At first ... we used it for other things, you know, the famous Space Travel game, and it was the natural candidate as the place to put the file system. When we hacked out this design, this rough design of the file system on the dictation [machine] that day in Canaday's office, I went off and implemented it on the PDP-7.

I won't go into full detail on the evolution of that file system on the PDP-7 to Unics [Uniplexed Information and Computing Service, a pun on cut-down (emasculated) Multics devised by Peter Neumann, an inveterate punster. 1 Several people told me that Brian Kernighan had changed the spelling to UNIX, but Brian told me that he had not, and that no one recalled who had done it.] For now, it is important to realize that it was the cooperative product of several brilliant minds: Ritchie, Thompson and Canaday, of whom Robert Morris (who joined Bell Labs in 1960 and is now Chief Scientist at the National Computer Security Center in Maryland) said he was the "most underrated" of the original participants. 2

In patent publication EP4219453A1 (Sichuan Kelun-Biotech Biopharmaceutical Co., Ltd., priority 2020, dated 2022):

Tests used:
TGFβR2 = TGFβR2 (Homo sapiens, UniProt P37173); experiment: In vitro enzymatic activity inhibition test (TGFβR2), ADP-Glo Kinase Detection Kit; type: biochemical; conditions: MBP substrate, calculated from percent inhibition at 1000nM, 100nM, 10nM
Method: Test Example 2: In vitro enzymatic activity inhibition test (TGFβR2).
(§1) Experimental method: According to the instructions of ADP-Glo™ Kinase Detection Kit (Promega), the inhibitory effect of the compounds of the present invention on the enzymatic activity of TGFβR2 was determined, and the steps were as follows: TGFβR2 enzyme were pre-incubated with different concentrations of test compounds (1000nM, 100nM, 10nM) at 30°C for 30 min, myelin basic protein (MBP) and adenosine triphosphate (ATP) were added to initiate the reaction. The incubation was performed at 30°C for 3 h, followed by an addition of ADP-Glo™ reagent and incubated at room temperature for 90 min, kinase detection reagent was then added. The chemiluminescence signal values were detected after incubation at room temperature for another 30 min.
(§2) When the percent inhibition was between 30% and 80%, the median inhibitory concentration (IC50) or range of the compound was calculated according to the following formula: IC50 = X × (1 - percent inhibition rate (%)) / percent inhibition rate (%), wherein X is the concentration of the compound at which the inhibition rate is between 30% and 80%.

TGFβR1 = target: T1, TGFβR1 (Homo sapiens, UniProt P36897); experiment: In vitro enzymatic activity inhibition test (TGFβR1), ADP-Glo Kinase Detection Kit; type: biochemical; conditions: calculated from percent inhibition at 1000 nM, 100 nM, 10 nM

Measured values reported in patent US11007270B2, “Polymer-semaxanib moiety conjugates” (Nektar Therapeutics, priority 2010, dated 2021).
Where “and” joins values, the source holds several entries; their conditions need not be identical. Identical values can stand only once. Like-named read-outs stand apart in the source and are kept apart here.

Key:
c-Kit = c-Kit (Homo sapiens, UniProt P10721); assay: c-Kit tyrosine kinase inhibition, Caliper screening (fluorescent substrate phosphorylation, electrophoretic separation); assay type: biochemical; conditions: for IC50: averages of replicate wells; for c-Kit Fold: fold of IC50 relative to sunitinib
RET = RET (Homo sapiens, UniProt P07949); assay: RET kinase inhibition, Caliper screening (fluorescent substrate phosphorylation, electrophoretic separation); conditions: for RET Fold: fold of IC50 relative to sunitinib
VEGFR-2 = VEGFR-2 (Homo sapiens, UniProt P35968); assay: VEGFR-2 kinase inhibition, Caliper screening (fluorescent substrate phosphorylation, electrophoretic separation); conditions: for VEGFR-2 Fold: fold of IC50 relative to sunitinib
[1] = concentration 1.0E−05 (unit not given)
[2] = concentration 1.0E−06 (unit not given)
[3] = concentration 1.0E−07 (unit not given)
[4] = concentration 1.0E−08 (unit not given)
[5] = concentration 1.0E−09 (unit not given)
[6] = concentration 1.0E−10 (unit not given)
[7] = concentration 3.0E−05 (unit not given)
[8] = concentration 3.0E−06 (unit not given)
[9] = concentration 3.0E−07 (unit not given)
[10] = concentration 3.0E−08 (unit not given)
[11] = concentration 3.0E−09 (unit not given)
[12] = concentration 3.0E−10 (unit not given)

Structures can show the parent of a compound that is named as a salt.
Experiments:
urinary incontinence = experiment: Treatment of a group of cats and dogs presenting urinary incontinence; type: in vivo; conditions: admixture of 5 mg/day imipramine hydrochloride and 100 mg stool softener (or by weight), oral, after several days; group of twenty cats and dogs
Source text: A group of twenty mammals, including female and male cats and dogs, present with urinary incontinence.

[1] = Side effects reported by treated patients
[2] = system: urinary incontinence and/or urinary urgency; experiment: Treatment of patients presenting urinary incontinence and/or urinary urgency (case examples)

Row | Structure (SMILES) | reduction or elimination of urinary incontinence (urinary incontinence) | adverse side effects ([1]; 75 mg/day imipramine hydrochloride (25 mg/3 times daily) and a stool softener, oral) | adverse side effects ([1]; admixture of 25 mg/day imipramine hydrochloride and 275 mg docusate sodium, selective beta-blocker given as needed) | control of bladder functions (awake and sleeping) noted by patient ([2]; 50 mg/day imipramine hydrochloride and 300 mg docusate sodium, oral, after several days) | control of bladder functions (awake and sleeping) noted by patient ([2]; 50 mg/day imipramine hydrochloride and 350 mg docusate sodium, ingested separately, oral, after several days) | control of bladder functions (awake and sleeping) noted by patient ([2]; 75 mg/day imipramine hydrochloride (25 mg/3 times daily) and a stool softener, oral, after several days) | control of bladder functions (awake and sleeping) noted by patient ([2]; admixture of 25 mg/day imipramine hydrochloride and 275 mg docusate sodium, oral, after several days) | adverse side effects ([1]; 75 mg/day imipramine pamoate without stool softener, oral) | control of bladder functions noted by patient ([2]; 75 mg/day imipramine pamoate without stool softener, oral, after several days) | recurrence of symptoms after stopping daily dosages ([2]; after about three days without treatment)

In August 1969. Ken Thompson's wife Bonnie took their year-old son on a trip to California to show off to their families. As a temporary bachelor, Ken had time to work.

I allocated a week each to the operating system, the shell, the editor and the assembler [he told me]... and during the month she was gone, it was totally rewritten in a form that looked like an operating system, with tools that were sort of known, you know, assembler, editor, and shell -- if not maintaining itself, right on the verge of maintaining itself, to totally sever the GECOS [= General Electric Comprehensive Operating System, a clone of System/360 DOS] connection. ... Yeh, essentially one person for a month.

It didn't exist by itself for very long ... maybe a day or two before we started developing the things we needed.